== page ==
‘The Case of the Missing Attachment’
Someday the leadership of the Massachusetts State Police is going to do the right thing. But I’m not holding my breath.
Massachusetts State Police leave more questions than answers
Someday the leadership of the Massachusetts State Police is going to do the right thing.
But I’m not holding my breath.
You’d almost think the staties have something to hide, the way they refuse to release any pertinent information about the rampant crime wave the MSP has unleashed on the Commonwealth.
This week it’s the cover-up of the departmental investigation of disgraced ex-trooper Mark Kelley, #3979. Kelley was fired just almost a year ago after a “medical emergency” that prompted a search for contraband drugs in both his MSP cruiser and another federally funded unmarked vehicle.
Kelley, on the gang unit, made a stop earlier in the day that he got, uh, sick.
Kelley confiscated 23 grams of what was apparently cocaine. The 35-year-old cop got off duty, went home, spoke to his wife, went upstairs and then collapsed. What do you suppose could have possibly happened?
He ended up in Morton Hospital in Taunton, where State Police detectives interviewed his wife (we assume, because they redacted the word that is apparently “wife”).
The crooked staties stonewalled us from the moment we got the tip, which was instantly.
I have no doubt that if we hadn’t gotten the heads-up about Kelley’s “medical emergency,” he would still be on the prowl in his jodhpurs and his Smokey the Bear hat, or maybe plainclothes, grabbing multiple bags of contraband (as the MSP discreetly describes it) as part of his law-enforcement duties.
Just like the Foxboro Flasher would still be on the job. Or the lover-boy statie who had his MSP-issued firearm stolen by gangbangers in Providence while he was involved in a third-rate romance low-rent rendezvous.
Apparently the rule for the State Police is that as long as this newspaper doesn’t find out what you’re doing, you’re OK.
To give you an indication of how the brass are trying to cover up for their pal, here’s the key part of the report on him, which begins:
“The following recapitulation of events was learned through police and investigative reports which all appear as attachments to this report:”
Followed by four paragraphs that are totally redacted, which means, blacked out, with no attachments attached.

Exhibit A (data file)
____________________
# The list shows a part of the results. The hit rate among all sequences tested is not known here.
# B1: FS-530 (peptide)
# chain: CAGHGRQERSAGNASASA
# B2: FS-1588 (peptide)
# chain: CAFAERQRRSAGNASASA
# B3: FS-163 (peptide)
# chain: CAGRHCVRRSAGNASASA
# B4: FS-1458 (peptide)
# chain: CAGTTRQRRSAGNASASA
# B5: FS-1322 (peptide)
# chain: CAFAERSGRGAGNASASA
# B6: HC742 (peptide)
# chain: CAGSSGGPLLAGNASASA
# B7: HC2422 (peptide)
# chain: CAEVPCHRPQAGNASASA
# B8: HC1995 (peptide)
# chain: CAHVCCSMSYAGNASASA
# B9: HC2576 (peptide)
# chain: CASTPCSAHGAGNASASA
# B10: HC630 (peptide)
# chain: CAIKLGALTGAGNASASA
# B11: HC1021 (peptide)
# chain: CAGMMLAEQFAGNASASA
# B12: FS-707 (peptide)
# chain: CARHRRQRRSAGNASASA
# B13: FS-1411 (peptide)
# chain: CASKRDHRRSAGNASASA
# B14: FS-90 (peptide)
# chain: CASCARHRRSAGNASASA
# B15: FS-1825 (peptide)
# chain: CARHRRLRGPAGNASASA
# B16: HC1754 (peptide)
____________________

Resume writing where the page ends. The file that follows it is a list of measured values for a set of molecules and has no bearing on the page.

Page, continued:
Then an unblacked-out paragraph:
“A copy of the Middleborough Police Report is attached as Exhibit 3:”
And that’s also redacted, blacked out.
This raises a recurring question: do these bent cops know what the word “attachment” means? Because they never attach any of the “attachments.”
Here’s a tip to the local constabulary: When you write that something is attached, that means that said “attachment” is joined or connected to the main section of whatever it is that the attachment is attached to. Got it?
And this attachment shortage is not just a State Police problem, either. A couple of weeks ago there was another case of attachments on a police report that went missing. That one involves the Barnstable Police Department and the son of the colonel of the State Police, Christopher Mason.
Reid Mason, age 22, was encountered by the Barnstable PD on the morning of Feb. 28 in a parking lot outside a hack-infested gin mill in Hyannis. He was hanging out of his SUV, the door open, reeking of booze.
Inside the vehicle, the BPD cops found five firearms, one of which, a Glock 17, was unregistered and unlicensed.
The Barnstable police wrote two different reports about the colonel’s son, two months apart. When they finally coughed up the second one – we’re still waiting to see the first one – the report said that all the ammunition they found in Reid Mason’s backpack was listed in an “attachment.”
We were particularly interested in what kind of magazine he had for the mysterious Glock 17, because some types of magazines are less available to non-law enforcement than others, if you get my drift.
Unfortunately, the referenced attachment was not … attached.
Do you begin to detect a pattern here? If you’re MSP, or even related to someone in the MSP, anything that might embarrass you is somehow … not attached.
I’m baffled by this phenomenon. This would be a good mystery for Sherlock Holmes or Matlock or Charlie Chan to unravel. They could call it “The Case of the Missing Attachment.”
Getting back to Kelley, I guess the argument is that he had a … “medical emergency,” as Col. Mason et al. first called his, ahem, problem, when they thought they’d be able to sweep everything under the rug.
Of course, medical records are protected under HIPAA, unless of course you’re a state trooper who doesn’t want to take a stupid, ineffective possibly dangerous vaccination for the Red Chinese flu. Then, you just get fired with a dishonorable discharge.
In other words, like most federal laws today, HIPAA is designed as a shield for some Americans (Democrats) and as a bludgeon against others (Republicans).
Matt Kelley must be a Democrat, the way that black Sharpie was being wielded in Framingham to cover up his embarrassment.
But sometimes in the report, the Staties let the fig leaf slip, as when they describe his home in Middleborough as a “crime scene.”
And in the report’s “CONCLUSION” you can read that “this investigation revealed sufficient evidence to conclude that Trooper Kelley did violate the (redacted) laws of the Commonwealth (MGL 94c-34, by being in possession of (redacted), a (redacted).)”
Speaking of redacted, do you what truth is to the State Police? It’s a controlled substance.
The cited law, by the way, concerns “Unlawful possession of particular controlled substances, including heroin and marijuana …”
I don’t know about you, but my respect for the MSP is becoming … unattached.